“Desperately Seeking Susan” Is a Throwback to an NYC Even Weirder Than the 2020 Version
On Madonna’s meteoric rise, amnesia and personal ad hookups, 35 years later
There are certain films that I like to refer to as “accidental artifacts.” These movies tend to lie somewhere in the nebulous space between bad and not-so-bad, but are so particularly of their time and place that they provide a fun and unique set of information to pop-culture archeologists.
Desperately Seeking Susan, currently celebrating its 35th anniversary and available to stream on Amazon, is one such film.
From shots of a lower Manhattan that no longer exists to an icon — Madonna — captured at the exact moment of her rocket-ship ascent to superstardom, one would be hard pressed to build a better (or more enjoyable) time capsule of 1985.
At the risk of sounding like an Old-Man Gen-Xer, it has become increasingly difficult to articulate to the younger people in my life the impact that pop stars had in the 1980s. It was the peak of mass media, before cable television and the internet ushered in the niche-ification of interest and pointed everyone into their own corner of predilection. Everyone listened to the same radio stations, watched the same music videos and subscribed to the same magazines. Score some combination of those three things — say, a Top 40 hit, regular MTV rotation and the cover of TIME — in 1985, and an artist would wield a level of celebrity and influence that I’m not sure even exists anymore.
Despite having a few modest hits under her belt, Madonna was only a minor star when Desperately Seeking Susan started shooting. It sounds absolutely insane now, but in the fall of 1984, she could walk the streets of New York with a camera crew and attract only the occasional glance from passersby. That all changed mid-production when, on October 31st, “Like a Virgin” was released. Overnight, Madonna became an über-celebrity to the point of requiring extra security for the last few weeks of production and a rushed post-production process so that the studio could capitalize on her meteoric rise. She began the film as a moderately successful singer and finished it as one of the most famous people on earth, a feat that has not happened since and likely never will again. Desperately Seeking Susan dropped in April of ‘85, the following month Madonna got her TIME cover, and the rest is history.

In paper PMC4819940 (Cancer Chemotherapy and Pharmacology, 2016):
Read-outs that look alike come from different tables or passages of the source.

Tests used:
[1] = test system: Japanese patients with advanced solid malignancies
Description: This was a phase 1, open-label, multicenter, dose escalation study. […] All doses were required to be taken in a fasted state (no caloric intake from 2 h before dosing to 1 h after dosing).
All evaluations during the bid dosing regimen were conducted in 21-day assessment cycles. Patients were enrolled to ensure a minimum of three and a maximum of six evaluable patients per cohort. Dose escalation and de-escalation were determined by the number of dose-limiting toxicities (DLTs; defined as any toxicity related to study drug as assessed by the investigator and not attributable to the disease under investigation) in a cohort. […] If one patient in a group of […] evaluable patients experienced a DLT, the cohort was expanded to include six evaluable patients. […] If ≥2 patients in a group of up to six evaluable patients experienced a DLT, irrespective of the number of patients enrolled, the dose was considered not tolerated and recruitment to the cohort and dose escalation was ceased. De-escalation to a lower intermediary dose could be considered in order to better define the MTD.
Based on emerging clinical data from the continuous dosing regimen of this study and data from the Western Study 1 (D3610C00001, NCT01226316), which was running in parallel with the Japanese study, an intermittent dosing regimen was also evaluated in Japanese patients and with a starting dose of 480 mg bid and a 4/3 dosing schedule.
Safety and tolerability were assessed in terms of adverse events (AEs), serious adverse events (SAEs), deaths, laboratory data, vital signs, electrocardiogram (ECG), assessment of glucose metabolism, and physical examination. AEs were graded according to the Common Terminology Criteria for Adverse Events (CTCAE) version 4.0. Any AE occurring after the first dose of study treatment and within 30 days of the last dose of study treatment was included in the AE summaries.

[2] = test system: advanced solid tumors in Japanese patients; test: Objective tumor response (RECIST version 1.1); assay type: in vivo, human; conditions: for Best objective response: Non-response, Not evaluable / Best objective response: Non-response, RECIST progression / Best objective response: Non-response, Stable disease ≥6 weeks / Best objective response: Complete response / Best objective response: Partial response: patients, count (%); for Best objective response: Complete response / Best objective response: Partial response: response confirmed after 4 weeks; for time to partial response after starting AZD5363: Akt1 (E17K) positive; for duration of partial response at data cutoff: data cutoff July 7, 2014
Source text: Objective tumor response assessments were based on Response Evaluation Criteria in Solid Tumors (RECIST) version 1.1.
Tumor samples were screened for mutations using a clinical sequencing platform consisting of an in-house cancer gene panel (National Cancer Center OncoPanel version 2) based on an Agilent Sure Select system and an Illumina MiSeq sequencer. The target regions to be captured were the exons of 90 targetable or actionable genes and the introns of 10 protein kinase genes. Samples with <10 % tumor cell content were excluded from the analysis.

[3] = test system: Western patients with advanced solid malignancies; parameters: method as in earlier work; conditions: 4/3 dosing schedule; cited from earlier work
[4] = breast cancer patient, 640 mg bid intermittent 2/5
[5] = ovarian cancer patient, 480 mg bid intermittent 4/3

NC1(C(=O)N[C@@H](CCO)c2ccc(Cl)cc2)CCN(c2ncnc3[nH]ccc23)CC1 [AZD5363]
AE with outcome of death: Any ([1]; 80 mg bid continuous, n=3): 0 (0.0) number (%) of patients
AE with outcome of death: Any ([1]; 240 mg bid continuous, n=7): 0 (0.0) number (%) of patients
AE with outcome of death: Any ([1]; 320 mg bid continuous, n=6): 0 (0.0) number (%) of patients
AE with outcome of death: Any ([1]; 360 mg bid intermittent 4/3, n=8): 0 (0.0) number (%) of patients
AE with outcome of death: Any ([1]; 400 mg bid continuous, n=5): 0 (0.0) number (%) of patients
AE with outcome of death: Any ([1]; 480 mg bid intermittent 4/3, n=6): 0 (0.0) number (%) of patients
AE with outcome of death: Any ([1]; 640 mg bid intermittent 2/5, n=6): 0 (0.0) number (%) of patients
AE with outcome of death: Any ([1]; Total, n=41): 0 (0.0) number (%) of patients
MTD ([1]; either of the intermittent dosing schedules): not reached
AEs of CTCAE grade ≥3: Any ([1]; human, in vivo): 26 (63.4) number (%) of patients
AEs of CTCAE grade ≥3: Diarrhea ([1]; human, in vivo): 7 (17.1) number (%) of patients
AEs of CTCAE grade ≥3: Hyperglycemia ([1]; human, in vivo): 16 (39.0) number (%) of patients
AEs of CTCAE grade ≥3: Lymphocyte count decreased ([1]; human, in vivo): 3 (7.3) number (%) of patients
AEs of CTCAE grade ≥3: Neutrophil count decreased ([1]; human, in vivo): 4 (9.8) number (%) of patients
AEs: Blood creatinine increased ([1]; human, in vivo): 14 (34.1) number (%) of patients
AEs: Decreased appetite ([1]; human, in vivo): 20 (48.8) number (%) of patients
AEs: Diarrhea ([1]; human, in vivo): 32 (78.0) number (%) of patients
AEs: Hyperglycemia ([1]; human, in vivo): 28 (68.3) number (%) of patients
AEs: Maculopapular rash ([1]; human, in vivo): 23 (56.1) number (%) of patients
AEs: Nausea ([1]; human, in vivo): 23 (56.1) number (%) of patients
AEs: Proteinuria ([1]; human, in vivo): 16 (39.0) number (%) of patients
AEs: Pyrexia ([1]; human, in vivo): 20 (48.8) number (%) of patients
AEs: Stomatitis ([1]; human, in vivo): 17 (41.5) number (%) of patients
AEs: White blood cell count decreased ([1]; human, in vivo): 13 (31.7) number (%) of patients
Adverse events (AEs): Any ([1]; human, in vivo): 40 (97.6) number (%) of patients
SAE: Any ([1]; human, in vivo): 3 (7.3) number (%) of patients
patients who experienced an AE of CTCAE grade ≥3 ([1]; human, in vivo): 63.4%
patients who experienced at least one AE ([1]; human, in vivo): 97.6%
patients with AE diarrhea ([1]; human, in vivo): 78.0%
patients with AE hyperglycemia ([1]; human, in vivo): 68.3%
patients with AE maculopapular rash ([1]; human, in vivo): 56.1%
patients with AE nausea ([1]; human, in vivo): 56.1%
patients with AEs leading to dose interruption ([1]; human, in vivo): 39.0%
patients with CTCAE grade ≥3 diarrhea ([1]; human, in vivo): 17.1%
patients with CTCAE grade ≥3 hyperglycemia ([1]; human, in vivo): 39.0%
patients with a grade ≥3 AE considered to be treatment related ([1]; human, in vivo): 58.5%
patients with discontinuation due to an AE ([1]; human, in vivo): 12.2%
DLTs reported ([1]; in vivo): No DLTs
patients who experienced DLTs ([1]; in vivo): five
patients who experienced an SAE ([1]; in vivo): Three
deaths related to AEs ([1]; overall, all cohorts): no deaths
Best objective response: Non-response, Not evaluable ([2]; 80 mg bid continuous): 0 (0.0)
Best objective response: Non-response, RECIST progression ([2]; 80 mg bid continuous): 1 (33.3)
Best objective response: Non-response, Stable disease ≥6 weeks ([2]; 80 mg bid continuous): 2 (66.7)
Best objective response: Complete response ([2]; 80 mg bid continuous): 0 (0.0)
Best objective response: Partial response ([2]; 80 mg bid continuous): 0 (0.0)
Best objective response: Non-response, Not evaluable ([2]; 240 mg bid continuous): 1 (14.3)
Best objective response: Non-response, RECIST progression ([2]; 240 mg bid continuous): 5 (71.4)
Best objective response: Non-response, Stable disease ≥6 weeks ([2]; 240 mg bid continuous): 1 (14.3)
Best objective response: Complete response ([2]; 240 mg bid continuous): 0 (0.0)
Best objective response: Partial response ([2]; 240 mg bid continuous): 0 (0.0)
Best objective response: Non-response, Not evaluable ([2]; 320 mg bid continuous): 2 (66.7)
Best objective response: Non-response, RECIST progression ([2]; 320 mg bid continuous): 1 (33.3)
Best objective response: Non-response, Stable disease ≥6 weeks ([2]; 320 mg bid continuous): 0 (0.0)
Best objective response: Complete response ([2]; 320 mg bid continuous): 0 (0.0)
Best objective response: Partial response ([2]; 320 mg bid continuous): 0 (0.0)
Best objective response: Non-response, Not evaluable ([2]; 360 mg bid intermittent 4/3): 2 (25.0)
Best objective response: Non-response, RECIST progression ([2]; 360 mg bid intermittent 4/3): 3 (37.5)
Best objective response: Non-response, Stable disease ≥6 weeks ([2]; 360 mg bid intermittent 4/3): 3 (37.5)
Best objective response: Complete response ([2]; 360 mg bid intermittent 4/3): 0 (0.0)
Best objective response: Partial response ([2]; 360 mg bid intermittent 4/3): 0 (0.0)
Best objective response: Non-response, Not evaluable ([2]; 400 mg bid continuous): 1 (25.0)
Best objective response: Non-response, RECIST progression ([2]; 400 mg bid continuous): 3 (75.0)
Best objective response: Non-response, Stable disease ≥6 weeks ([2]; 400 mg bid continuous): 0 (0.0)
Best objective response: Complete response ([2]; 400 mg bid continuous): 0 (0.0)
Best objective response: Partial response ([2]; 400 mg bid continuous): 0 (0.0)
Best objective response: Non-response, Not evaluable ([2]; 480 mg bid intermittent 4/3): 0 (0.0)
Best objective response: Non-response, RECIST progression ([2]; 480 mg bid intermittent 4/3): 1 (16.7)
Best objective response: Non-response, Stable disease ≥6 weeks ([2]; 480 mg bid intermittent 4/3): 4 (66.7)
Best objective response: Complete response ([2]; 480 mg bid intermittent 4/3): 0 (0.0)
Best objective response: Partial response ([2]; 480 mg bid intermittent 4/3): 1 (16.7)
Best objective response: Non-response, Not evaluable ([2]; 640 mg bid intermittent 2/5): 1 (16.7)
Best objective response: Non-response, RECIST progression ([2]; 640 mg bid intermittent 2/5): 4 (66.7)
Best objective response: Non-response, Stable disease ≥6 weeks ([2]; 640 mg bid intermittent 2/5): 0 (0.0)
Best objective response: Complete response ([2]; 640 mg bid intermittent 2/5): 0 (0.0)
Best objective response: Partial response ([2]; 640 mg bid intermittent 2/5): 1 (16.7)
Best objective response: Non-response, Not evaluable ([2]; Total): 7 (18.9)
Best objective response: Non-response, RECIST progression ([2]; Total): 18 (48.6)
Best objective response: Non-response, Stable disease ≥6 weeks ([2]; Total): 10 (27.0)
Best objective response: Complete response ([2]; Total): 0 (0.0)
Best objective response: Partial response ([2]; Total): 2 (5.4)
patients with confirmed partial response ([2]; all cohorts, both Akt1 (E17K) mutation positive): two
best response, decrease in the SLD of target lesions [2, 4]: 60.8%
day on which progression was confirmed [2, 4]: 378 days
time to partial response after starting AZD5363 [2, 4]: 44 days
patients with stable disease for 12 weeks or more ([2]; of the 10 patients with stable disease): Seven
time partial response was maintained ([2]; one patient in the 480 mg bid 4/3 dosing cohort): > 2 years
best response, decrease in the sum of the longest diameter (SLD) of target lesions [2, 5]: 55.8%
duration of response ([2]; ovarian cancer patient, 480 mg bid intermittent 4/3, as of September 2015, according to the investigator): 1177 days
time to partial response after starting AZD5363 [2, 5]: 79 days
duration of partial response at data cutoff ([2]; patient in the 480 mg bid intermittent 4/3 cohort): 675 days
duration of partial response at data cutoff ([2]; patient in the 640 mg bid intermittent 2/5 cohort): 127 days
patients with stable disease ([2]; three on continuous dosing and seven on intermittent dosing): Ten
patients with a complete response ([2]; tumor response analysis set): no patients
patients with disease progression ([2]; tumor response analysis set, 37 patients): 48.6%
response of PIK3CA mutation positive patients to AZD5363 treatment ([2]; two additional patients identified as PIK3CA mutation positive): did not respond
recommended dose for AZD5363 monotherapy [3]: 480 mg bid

The movie itself is a delightful mess. While the premise is goofy, the mechanics are sound enough that one can buy in without thinking too hard: Madonna plays the titular Susan, a grifter and proto-Manic Pixie Dream Girl who communicates with her sometimes boyfriend through personal ads in the New York Post. Rosanna Arquette is Roberta, a bored housewife who has gotten to know these anonymous people by reading the personal ads. After deciding to spy on them by covertly following Susan around the Lower East Side, Roberta buys Susan’s recently bartered jacket and a botched meetup, case of mistaken identity and amnesia ensue.